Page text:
B2B is estimated to be a $1 trillion global market opportunity. A recent study by NetApp and Zinnov shows that between 2014 and 2018, the number of B2B startups in India more than tripled from 900 to 3,200. B2B startups grew from 26% in 2014 to 43% in 2018 as a percentage of total tech startups. There has also been an exponential growth in venture capital funding, a whopping 364% in five years*. Indian B2B startups have already raised more funds in the first five months of 2019, around $3.35 billion, than in all of the previous year. Of the 23 Indian unicorns, 6 are in the B2B space. There are several reasons why the B2B space is attracting investors, which primarily fall in three buckets – ability to start small and scale, management talent and global scope. “The lure of Indian B2B startups lie in their potential to disrupt specific areas of large industries by building tech-based enterprise solutions that can be applied at a global level. **” It is therefore important to support this growing ecosystem with insights to help them successfully leverage marketing to grow. The purpose of this essay is to summarize the 5 principles that B2B companies should follow for effective marketing to drive growth.
Key takeaways from the Report:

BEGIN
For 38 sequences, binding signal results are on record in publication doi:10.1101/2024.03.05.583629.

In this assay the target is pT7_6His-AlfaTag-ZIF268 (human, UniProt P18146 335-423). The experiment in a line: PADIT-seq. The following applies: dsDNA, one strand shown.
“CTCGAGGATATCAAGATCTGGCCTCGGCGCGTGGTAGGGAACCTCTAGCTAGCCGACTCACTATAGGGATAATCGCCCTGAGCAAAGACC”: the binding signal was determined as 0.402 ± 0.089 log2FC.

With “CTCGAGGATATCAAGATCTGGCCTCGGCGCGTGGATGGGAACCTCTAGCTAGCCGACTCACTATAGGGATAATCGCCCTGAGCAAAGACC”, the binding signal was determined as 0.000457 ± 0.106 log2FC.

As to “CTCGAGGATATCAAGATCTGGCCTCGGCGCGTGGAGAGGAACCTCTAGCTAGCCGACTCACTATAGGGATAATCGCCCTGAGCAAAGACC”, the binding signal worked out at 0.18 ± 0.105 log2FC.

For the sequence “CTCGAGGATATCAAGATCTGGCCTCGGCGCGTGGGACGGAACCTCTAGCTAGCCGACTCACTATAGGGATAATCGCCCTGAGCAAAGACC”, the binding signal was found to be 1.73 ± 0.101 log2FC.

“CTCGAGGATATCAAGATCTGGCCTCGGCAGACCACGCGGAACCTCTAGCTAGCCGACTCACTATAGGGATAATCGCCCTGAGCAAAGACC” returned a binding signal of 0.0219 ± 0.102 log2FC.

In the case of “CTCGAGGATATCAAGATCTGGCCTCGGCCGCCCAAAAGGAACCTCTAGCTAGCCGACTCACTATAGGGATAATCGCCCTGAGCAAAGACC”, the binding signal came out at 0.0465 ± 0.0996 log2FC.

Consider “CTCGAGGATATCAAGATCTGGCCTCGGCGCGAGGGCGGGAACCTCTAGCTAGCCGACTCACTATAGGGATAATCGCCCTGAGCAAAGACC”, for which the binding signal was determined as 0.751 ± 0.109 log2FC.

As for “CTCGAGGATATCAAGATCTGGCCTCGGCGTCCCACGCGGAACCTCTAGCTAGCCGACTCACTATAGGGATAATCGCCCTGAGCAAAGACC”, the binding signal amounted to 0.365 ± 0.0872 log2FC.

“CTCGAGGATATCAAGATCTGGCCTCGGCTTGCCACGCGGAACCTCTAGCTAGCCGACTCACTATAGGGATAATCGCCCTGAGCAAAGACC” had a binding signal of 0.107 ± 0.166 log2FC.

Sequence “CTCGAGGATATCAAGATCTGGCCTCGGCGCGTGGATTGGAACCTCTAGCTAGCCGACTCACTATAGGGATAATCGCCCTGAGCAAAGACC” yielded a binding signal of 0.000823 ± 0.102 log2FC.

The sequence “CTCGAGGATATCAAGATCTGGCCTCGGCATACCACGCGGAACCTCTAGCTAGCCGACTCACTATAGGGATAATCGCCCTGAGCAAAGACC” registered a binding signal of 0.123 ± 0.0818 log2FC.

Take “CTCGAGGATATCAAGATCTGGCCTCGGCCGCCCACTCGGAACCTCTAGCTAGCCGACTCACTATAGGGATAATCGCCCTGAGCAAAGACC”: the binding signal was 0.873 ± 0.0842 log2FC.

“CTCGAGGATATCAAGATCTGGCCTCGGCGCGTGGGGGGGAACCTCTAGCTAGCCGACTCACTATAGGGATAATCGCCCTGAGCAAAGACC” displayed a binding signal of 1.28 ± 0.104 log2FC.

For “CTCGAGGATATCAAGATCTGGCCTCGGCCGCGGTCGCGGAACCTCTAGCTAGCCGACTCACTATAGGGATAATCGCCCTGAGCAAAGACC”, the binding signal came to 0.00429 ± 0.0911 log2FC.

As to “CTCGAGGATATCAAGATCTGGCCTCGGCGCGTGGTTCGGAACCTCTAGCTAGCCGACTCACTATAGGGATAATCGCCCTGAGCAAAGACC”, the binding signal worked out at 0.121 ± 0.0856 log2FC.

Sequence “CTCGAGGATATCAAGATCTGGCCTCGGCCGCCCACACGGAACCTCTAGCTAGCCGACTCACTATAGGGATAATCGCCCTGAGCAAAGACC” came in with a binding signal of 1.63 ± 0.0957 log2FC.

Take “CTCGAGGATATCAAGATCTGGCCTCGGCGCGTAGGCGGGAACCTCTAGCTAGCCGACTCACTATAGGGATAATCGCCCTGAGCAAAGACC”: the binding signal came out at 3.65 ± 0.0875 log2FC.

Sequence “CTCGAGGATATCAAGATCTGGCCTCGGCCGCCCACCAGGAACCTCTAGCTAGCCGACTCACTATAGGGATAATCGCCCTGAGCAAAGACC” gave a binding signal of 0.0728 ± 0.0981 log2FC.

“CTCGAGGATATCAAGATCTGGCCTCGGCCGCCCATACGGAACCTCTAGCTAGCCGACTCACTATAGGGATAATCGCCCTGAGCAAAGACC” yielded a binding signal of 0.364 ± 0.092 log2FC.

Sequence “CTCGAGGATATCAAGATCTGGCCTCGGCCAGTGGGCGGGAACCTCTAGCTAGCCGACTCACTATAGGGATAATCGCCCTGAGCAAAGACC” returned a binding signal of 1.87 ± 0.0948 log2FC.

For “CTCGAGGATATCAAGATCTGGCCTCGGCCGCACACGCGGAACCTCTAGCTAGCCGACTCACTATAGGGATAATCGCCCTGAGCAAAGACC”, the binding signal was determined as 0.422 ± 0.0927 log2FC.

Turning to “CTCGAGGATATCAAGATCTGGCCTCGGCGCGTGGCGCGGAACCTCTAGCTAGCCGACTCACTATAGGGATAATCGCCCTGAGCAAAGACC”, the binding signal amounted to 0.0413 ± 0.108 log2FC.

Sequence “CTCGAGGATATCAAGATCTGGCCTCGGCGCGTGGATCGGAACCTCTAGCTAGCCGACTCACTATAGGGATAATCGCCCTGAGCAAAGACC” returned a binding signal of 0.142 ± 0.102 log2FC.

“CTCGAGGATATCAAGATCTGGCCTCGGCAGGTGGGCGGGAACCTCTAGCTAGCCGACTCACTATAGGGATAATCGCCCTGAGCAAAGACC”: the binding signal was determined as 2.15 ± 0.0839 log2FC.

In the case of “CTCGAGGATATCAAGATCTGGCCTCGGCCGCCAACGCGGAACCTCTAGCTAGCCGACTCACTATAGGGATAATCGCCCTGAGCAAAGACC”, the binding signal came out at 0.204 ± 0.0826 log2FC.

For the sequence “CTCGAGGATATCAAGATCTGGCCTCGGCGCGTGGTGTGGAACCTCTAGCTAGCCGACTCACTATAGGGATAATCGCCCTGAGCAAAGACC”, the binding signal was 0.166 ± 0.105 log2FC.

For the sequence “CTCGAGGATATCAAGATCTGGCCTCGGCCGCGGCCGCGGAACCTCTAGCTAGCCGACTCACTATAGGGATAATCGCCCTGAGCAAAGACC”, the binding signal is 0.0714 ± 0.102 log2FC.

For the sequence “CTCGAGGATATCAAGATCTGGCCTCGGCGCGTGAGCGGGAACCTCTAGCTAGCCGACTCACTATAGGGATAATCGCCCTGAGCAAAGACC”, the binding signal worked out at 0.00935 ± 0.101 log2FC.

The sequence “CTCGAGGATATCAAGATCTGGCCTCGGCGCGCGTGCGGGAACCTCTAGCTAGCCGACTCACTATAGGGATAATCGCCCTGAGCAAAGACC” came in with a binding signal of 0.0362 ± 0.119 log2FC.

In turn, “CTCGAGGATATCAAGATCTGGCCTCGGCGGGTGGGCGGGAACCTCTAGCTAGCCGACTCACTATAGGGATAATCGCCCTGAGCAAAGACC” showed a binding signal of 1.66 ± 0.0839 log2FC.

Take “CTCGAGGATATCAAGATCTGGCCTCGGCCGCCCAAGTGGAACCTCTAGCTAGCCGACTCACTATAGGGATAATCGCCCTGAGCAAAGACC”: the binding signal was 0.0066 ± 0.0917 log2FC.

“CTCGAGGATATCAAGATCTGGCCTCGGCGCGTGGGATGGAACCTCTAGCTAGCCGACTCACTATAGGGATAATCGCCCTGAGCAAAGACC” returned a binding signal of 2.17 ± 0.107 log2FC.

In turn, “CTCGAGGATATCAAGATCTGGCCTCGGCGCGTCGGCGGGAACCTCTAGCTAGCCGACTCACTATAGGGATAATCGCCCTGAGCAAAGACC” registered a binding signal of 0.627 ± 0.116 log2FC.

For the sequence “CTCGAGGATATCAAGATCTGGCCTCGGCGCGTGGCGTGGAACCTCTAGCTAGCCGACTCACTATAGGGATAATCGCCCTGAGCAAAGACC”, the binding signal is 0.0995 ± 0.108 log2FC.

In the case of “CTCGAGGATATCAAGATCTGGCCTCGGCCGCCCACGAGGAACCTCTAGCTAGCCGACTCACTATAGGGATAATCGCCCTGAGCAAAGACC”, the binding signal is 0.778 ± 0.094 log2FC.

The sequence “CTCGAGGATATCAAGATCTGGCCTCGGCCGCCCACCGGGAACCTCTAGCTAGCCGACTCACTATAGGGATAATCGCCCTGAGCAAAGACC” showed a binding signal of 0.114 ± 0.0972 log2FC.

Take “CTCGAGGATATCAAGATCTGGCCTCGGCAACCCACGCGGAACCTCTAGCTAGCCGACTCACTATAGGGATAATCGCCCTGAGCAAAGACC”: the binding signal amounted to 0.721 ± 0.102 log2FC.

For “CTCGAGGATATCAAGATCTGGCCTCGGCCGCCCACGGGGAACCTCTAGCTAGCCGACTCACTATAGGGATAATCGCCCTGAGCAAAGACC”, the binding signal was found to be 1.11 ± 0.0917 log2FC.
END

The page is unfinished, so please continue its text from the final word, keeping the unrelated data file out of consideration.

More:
The most important thing about this report is that it is not Trends but rather Principles*** . In several cases, the Benet and Field principles show that what B2B Marketers are actually doing is the EXACT opposite of what they should be doing, based on the recommendations in this report! The first takeaway is that following what is “trendy” doesn’t actually make it good for business! Let take a quick look at the 5 principles:
1. Heuristics is key to B2B Marketing: Many B2B campaigns are focused on enabling the buying cycle with rational advertising i.e. relevant and functional product information. B2B marketers often don’t think appealing to emotion makes sense, but this assumes that B2B buyers aren’t human! The human brain looks for mental shortcuts, also known as heuristics, when making decisions. Benet and Field use the phrase “mental availability” which is based on the rule of thumb, given a choice between several options, people tend to prefer the one that comes to mind most easily. Think of “No one gets fired for buying IBM.” Campaigns that aim to increase the firm’s share of mind and make them more famous, see better business results. Put simply, it’s time to get emotional in B2B.
2. Hunt or die: There are 3 types of marketing strategies: acquisition, loyalty/retention and the combination, which we call reach. Which do you think is the best strategy, of course, like anything, the combination? But which do you think is the second best? Many in B2B assume its mining your existing customers, because that’s what sales asks for right? It is actually acquisition marketing. Brands who talk to the most people in the market (customers and non-customers), most often, tend to have higher mental availability than their peers.